Speculative Identities
Speculative Identities

Speculative Identities
Research

Exploring the Frontiers of Visual Identity Design as Envisioned by Science Fiction

Original Entry 03.21.2018

Hoverboard by Mattel

Category

Product, Vehicle

Scenario Date

Year 2015

The Hoverboard by Mattel is a hovering vehicle for children, similar to a skateboard in design and use.

Identity Designed by

John Bell

Source

  • Back to the Future Part II (1989 film)

Logo Usage

<p><strong>Figure 1.1</strong> Thanks to the 2014 auction listing, we get a clear look at the actual Hoverboard product logotype, as it appeared on the prop from the film. Source: <em>PropStore.com</em></p>

Figure 1.1 Thanks to the 2014 auction listing, we get a clear look at the actual Hoverboard product logotype, as it appeared on the prop from the film. Source: PropStore.com

<p><strong>Figure 1.2</strong> Top and bottom views of the original Hoverboard prop from <em>Back to the Future Part II</em>, from its auction listing. The hover apparatus left little room for logos on the bottom of the deck. Source: <em>PropStore</em><em>.com</em></p>

Figure 1.2 Top and bottom views of the original Hoverboard prop from Back to the Future Part II, from its auction listing. The hover apparatus left little room for logos on the bottom of the deck. Source: PropStore.com


Analysis

In Back to the Future Part II, one of the most memorable scenes was the hoverboard chase that took place in 2015. Presumably powered by the same technology that made flying cars and floating signage possible, they were also one of the more far-fetched elements depicted in the film’s future world.

Hoverboards that appeared in the film came in a variety of makes and models, all of which were designed by concept artist John Bell. In the case of Marty’s, that he borrows from a child in the park, it was a Hoverboard by Mattel. As Bell noted in an interview though, his first drawing of Marty’s hoverboard featured a Swatch logo, due to the popularity of its brand at them time. If you’re unfamiliar with Swatch, it is a Swiss watch company that started making colorful plastic watches in the 1980s (Figure 2.2). In the final drawing for what was used in the film, the brand was switched to Mattel (Figure 2.3), even though the graphics that appeared on the hoverboard still retained that Swatch look, with its quintessentially 80s use of shape and color.

Thanks to a 2014 auction by The Prop Store, we have access to good images of the actual Hoverboard prop from the film. For this reason, and the fact that the logotype’s application was limited to this one prop, I didn’t worry about approximating the logo design.

The Hoverboard product logotype has the name broken into two words, HOVER and BOARD, in skewed type appearing on an angle across the top of the board. The type appears to be hand lettered, and based on the original drawing (Figure 2.3), with serifs trailing the letterforms on the left side. Those serifs, along with the skewing of the type, imply motion and speed. As far as style goes though, this is not a very “futuristic” logotype, and the type has some wonky rendering in places, as the production artist wrestled with the oblique letterforms.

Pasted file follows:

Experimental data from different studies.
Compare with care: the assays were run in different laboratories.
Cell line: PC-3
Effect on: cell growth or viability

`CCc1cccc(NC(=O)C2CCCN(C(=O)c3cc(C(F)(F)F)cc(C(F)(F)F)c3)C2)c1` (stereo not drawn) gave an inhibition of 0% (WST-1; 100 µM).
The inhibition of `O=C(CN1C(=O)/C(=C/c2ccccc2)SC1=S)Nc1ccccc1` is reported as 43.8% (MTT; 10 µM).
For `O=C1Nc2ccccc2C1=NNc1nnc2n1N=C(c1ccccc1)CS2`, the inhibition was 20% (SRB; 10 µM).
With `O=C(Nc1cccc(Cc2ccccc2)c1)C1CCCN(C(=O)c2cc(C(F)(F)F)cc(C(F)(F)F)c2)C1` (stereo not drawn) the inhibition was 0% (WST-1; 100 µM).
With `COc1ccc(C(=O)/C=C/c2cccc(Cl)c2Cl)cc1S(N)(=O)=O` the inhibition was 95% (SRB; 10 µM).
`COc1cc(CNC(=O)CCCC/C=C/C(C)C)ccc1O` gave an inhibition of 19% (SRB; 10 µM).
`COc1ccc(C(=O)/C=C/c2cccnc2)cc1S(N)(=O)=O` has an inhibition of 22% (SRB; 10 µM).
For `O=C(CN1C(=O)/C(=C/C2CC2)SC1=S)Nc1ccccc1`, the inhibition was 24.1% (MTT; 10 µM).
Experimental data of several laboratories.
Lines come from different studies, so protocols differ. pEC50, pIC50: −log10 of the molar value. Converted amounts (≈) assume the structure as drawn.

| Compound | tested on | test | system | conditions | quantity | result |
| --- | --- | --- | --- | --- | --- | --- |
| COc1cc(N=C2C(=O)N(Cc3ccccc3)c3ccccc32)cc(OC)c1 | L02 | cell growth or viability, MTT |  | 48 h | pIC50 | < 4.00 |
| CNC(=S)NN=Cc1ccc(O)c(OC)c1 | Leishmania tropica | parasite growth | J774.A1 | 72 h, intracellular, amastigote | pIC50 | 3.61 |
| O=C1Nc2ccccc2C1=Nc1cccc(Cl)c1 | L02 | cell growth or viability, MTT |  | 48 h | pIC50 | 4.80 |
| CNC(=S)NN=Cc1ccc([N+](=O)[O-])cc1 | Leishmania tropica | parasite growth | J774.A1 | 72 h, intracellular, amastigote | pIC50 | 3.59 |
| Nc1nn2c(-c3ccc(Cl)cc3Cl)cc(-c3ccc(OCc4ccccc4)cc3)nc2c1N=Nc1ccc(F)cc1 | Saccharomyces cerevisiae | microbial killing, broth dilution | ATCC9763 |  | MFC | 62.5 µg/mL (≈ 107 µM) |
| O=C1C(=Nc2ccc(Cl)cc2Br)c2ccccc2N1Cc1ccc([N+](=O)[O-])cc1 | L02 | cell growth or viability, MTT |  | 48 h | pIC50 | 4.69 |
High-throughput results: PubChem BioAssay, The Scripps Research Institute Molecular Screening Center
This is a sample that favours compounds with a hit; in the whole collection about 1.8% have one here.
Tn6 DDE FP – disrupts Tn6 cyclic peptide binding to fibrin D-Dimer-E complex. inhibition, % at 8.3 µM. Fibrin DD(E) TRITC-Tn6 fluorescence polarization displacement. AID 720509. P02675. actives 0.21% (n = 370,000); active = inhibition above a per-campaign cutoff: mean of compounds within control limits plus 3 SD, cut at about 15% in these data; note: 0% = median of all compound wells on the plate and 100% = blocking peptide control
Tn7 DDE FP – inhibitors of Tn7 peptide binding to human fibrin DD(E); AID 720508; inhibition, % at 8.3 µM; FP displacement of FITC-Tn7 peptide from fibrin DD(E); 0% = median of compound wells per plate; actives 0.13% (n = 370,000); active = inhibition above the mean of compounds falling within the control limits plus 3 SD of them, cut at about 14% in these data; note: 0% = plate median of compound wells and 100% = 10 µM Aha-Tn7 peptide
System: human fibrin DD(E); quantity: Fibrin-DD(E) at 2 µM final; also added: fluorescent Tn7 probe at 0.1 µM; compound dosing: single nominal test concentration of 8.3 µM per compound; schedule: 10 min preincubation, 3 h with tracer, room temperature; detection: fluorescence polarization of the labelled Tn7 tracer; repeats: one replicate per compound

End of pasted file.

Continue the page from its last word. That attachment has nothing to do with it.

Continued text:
Regarding colors, the Hoverboard logotype appears in magenta, over yellow. The overall color scheme fits the gender stereotype for a girl’s toy, being mostly pink, but I’m not sure if the logotype’s color was unique or something that would be consistent across products — on a boy’s hoverboard, for instance. There was another girl riding alongside the one Marty gets his Hoverboard from, and she had what appeared to be a Mattel Hoverboard in yellow and orange. Unfortunately, the film didn’t provide anything more than a glimpse of that board, so the logo in this instance could not be seen.

I’ll also note that the Mattel logo appeared slightly modified. It should have had the white lettering for Mattel large enough for the M and L to break the edges of the red sunburst containing shape. What we see comes up a little short, and is fully contained by the shape (Figure 1.1).

Overall, the visual identity for the Mattel Hoverboard really plants it in the decade of the film’s creation, in spite of the still futuristic product it is branding. But as a child of the 1980s, I can say that its styling registered with the intended audience at least, which was the main goal of the film’s creators.

<p><strong>Figure 2.1</strong> The Hoverboard in action, as Marty uses it to evade Griff’s gang.</p>

Figure 2.1 The Hoverboard in action, as Marty uses it to evade Griff’s gang.

<p><strong>Figure 2.2</strong> An assortment of Swatch watch designs from the 1980s — the brand that inspired the graphics on the Hoverboard deck. Source: <em>Google Image Search</em></p>

Figure 2.2 An assortment of Swatch watch designs from the 1980s — the brand that inspired the graphics on the Hoverboard deck. Source: Google Image Search

<p><strong>Figure 2.3</strong> Concept drawings by John Bell, which were used to create the hoverboard Marty rides in the film. Source: <em>Back to the Future Part II: The Ultimate Visual History</em></p>

Figure 2.3 Concept drawings by John Bell, which were used to create the hoverboard Marty rides in the film. Source: Back to the Future Part II: The Ultimate Visual History